Ramachandra Iyer, J.
(1) This revision petition raises the question whether making reference to the existence of certain antecedent or collateral proceedings and the reservation of rights in regard to the same in a petition accompanying a deposit under O. 21, R. 89, C.P.C. Could be said to make the deposit otherwise than an unconditional one. The auction purchaser who resisted the application to set aside the sale is the petitioner. In E. P. No. 570 of 1956 on the file of the District Munsif of Madurai taluk, the decree holder applied in execution of a small cause decree, for attachment and sale of a certain immovable property belonging to the judgment-debtor. Execution was resisted on the ground that the decree had been previously satisfied. An application, E. A. No. 1430 of 1956, was also filed to record satisfaction of the decree. The latter application dismissed for default of appearance and execution was directed on the former. An application was then filed to restore E. A. No. 1430 of 1956; that too had to be dismissed for non-appearance of the judgment-debtor. Yet another application, E. A. No. 1008 of 1957 was filed to restore the previous one.
In the meanwhile the decree-holder proceeded with the execution, and, in the sale by the court on 27-9-1957, the petitioner purchased the property. Within the time limited by law, the judgment-debtor, depositing the amount specified in the sale proclamation together with 5 per cent of the purchase money as solatium to the auction purchaser, filed an application under O. 21, R. 89, C.P.C. For setting aside the sale. The lodgment schedule accompanying the deposit was unconditional; but in the petition, there was a statement to the following effect :
'The property mentioned in the execution petition was sold in auction on 27-9-1957 for Rs. 1030, and the application is posted to 30-10-1957 for hearing. As the petitioner's minor son has a share in the property, the sale should not be confirmed, as per the order of the District Court, Madurai. Notwithstanding that, having regard to the interest of the aforesaid minor and of the petitioner himself and with a view to protect the same and for the benefit of the minor, the amount mentioned in the lodgment schedule has been deposited with the minor's mother. This petition is filed without prejudice to the petition in E. A. Nos. 631 and 632 of 1957.'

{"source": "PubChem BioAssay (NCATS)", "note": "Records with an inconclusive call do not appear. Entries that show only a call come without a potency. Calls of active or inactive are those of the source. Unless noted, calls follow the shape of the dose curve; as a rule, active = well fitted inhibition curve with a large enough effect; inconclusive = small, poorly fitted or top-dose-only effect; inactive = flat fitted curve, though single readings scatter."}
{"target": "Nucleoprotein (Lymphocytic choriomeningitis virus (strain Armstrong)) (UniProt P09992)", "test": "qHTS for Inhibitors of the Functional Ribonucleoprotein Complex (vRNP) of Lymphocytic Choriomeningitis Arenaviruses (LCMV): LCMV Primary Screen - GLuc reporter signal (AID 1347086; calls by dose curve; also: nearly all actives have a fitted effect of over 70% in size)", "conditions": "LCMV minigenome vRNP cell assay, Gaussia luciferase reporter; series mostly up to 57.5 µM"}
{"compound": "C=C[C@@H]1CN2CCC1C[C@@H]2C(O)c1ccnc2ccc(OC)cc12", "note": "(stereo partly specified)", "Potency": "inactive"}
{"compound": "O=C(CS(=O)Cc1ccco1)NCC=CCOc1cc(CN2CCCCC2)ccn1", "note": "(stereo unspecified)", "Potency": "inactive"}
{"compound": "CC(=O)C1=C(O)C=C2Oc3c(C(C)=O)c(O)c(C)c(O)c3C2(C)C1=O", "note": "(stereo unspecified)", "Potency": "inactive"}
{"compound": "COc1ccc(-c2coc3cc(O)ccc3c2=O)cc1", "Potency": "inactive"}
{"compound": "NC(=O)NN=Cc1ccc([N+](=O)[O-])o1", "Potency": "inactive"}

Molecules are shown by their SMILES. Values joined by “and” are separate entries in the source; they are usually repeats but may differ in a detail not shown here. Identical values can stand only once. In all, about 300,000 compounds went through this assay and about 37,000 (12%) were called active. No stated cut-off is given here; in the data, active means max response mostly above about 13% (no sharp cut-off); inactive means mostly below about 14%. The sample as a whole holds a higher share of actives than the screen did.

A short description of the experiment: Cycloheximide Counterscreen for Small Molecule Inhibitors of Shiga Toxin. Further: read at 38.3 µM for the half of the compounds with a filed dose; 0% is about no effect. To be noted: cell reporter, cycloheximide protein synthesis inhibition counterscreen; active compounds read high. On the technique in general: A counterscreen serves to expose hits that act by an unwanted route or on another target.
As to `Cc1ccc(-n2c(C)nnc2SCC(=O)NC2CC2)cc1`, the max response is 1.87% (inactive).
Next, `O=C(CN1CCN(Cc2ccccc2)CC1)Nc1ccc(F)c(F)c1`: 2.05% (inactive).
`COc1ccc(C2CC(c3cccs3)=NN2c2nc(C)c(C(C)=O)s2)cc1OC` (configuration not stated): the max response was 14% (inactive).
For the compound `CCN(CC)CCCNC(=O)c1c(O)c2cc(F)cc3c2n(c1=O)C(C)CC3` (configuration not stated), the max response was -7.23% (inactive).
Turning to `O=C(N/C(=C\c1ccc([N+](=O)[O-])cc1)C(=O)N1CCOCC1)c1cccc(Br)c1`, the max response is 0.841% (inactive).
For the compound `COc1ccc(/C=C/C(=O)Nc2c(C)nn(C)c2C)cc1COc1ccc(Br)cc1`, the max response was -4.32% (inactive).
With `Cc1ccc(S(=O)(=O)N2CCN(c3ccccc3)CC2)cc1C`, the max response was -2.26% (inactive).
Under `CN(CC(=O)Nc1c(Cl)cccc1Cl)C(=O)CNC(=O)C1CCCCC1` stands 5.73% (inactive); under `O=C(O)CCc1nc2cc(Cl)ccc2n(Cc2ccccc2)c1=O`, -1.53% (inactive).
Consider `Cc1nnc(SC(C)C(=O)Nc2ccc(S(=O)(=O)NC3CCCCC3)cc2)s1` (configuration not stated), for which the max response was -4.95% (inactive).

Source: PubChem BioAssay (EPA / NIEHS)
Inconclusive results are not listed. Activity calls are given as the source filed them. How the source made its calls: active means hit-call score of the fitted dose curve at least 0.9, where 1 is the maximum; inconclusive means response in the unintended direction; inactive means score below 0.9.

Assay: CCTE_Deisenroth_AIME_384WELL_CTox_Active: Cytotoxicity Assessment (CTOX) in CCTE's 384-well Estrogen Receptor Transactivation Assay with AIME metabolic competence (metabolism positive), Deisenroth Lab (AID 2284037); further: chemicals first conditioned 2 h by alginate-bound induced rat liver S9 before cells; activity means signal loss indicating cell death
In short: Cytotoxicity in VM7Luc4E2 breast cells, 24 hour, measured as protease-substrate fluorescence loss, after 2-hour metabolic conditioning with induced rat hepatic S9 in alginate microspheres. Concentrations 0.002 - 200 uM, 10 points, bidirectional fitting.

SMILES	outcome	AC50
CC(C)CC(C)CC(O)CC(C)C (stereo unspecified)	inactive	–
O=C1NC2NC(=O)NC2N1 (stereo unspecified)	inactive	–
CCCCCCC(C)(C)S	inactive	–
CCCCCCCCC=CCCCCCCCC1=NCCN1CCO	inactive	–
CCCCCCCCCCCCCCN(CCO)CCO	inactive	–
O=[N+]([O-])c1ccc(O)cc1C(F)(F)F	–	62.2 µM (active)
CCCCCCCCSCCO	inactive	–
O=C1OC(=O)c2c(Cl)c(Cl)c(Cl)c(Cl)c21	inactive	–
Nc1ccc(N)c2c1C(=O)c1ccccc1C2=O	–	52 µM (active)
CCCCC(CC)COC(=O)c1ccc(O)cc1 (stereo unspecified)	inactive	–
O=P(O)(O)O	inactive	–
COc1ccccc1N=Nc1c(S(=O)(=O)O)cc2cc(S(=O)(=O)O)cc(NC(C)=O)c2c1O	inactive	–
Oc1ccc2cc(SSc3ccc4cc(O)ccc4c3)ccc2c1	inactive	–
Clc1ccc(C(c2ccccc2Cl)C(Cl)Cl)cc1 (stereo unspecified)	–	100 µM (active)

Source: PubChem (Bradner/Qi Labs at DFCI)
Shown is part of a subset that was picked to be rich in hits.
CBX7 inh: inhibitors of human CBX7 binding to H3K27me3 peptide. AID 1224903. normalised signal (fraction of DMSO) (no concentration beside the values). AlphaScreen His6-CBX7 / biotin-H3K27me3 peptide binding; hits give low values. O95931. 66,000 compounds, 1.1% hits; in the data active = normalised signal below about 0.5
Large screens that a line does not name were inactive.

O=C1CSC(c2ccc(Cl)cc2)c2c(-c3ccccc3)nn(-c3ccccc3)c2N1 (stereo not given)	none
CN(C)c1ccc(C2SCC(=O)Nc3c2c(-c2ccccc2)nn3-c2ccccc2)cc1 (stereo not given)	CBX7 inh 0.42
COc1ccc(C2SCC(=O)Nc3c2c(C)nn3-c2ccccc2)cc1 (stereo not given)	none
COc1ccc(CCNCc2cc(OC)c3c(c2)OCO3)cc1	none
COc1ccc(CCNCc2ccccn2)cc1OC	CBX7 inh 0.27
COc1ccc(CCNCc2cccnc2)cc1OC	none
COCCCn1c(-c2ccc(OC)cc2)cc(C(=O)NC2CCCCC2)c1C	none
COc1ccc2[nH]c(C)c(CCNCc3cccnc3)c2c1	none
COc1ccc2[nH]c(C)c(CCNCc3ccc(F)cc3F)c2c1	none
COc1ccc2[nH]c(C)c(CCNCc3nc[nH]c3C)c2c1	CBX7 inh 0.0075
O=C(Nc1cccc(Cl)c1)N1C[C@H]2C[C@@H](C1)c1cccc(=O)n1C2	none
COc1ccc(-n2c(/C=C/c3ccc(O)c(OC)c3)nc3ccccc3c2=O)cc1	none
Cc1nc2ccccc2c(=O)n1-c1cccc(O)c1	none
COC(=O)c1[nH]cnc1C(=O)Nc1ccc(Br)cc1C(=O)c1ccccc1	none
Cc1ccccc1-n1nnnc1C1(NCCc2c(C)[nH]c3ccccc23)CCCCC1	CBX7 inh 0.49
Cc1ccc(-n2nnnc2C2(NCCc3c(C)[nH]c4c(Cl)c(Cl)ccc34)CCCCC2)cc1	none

The application to set aside the sale was opposed by the auction purchaser who evidently wished to retain the benefit of his purchase. The learned District Munsif dismissed the application on the ground that the reservation of the rights of the judgment-debtor in regard to E. A. Nos. 631 and 632 of 1937 was inconsistent with the unconditional nature of the deposit required under O. 21, R. 89, C.P.C. This view, however, was not accepted by the learned District Judge on appeal, who, considering the statement as merely of an existing fact, namely, the pendency of E. A. Nos. 631 and 632 of 1937, held that the deposit was not conditional one. The sale was accordingly set aside. In so doing the learned District Judge followed the decisions of Viswanatha Sastri, J. In Ramayya Chetti v. Krishnayya Chetti, 1958-1 Andh WR 369 and distinguished that of Govinda menon, J. In Dr. Edward Mathuram v. Abdul Latiff Sahid : (1949)1MLJ447 . We are however unable to appreciate how the former decision which, expressly dissenting from the latter, holds that reference to collateral proceedings and the reservation of rights in regard thereto in an application under O. 21, R. 89, would not make the deposit a conditional one, can be followed if the latter, namely : (1949)1MLJ447 , is taken as containing a correct statement of the law. It has therefore to be seen which of the two views is correct.